|Name:||William J. Evans|
|Title:||New data on the importance of muscle mass (but not lean mass) on health related outcomes in older people|
|Date:||Friday, 30 October 2020|
One of the principal areas of my research has been the examination of the causes of late life disability. In doing so, I have examined the functional and metabolic consequences of physical activity in elderly people as well as how dietary protein and energy needs change with advancing age. My laboratory was the first to describe the condition called sarcopenia, the age-related loss of muscle mass and strength. Sarcopenia is a multifactorial problem resulting from a number of factors including decreased physical activity, decreased testosterone, estrogen, and growth hormone production, increasing insulin resistance, and poor diet. My research has also demonstrated that older people lose muscle mass and strength far more rapidly than do young people during enforced bed rest. These factors result in an increased risk of disability, falls, hospitalization, and institutionalization. The loss of muscle mass is also a common consequence of many chronic diseases such as cancer, chronic heart failure, and chronic obstructive pulmonary disease. Skeletal muscle is remarkably responsive to changes in nutritional status and physical activity. Decreased dietary protein intake can result in a rapid loss of muscle and low protein intake among elderly people may be one cause of sarcopenia. We have also demonstrated that the need for dietary protein increases with advancing age. We have developed a novel, non-invasive method to measure muscle mass in infants, children, and adults using only a single urine sample. Using this method in a large cohort study, we have demonstrated that in elderly men, muscle mass is strongly associated with increased risk of disability, hip fracture, and mortality. We are currently exploring longitudinal changes in functional muscle mass in boys with Duchenne Muscular Dystrophy and in geriatric cancer survivors.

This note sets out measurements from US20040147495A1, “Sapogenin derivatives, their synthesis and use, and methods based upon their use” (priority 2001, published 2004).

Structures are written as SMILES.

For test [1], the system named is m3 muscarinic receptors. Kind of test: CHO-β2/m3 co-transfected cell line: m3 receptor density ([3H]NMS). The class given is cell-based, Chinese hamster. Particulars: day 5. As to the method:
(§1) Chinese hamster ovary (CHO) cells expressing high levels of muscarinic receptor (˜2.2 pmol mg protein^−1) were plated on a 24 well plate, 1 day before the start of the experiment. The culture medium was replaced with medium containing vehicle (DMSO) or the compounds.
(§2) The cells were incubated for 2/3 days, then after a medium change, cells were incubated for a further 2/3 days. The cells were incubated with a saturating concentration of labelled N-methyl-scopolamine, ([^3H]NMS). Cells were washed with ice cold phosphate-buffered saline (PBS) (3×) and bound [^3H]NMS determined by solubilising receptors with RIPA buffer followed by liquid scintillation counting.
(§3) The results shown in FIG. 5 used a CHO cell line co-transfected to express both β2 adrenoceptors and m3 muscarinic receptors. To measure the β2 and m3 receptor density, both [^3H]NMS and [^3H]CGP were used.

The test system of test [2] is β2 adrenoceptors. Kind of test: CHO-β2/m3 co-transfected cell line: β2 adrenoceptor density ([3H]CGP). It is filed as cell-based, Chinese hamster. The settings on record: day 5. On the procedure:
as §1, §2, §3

William J. Evans, PhD, is an Adjunct Professor of Human Nutrition at the University of California, Berkeley and an Adjunct Professor of Medicine at the Duke University Medical Center. Following a distinguished career in academia at Tufts University, Penn State University and the University of Arkansas for Medical Sciences, Evans was the Vice President of the Muscle Metabolism Discovery Performance Unit at GlaxoSmithKline and then the President of the Muscle and Health Division at KineMed, Inc. He is a Fellow of the American College of Sports Medicine, the American College of Nutrition, and an honorary member of the American Dietetic Association. He is the author or co-author of more than 250 publications in scientific journals examining the functional and metabolic consequences of physical activity in elderly people as well as dietary protein requirements of older men and women. He received his PhD in Human Bioenergetics from Ball State University.
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